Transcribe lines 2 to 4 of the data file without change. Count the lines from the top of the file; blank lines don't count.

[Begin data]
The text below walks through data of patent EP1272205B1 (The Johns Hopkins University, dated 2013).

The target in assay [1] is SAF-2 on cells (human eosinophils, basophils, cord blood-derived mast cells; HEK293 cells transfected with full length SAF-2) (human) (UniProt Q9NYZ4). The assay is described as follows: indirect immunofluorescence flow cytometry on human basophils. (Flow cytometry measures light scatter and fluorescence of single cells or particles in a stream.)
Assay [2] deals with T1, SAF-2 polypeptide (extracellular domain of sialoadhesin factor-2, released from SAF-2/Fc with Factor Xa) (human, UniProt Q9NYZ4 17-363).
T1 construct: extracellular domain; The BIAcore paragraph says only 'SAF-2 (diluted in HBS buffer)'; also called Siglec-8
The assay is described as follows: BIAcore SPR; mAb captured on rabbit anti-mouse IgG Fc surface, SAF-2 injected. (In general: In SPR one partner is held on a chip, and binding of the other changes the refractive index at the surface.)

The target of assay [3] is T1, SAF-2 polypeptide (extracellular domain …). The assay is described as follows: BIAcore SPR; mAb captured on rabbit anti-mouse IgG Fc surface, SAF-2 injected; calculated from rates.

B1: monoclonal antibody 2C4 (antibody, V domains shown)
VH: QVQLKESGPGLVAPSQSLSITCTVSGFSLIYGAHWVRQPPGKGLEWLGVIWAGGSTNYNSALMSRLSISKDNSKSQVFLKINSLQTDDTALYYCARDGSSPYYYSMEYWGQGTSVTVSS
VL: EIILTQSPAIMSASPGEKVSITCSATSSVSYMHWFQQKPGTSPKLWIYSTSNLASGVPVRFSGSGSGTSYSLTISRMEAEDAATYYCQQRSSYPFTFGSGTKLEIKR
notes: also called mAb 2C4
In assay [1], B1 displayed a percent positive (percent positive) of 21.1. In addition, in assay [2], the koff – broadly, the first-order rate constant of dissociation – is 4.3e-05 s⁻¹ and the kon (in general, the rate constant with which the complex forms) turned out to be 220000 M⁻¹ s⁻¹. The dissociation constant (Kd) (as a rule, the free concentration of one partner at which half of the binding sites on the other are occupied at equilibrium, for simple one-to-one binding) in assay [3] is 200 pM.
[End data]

The target in assay [1] is SAF-2 on cells (human eosinophils, basophils, cord blood-derived mast cells; HEK293 cells transfected with full length SAF-2) (human) (UniProt Q9NYZ4). The assay is described as follows: indirect immunofluorescence flow cytometry on human basophils. (Flow cytometry measures light scatter and fluorescence of single cells or particles in a stream.)
Assay [2] deals with T1, SAF-2 polypeptide (extracellular domain of sialoadhesin factor-2, released from SAF-2/Fc with Factor Xa) (human, UniProt Q9NYZ4 17-363).
T1 construct: extracellular domain; The BIAcore paragraph says only 'SAF-2 (diluted in HBS buffer)'; also called Siglec-8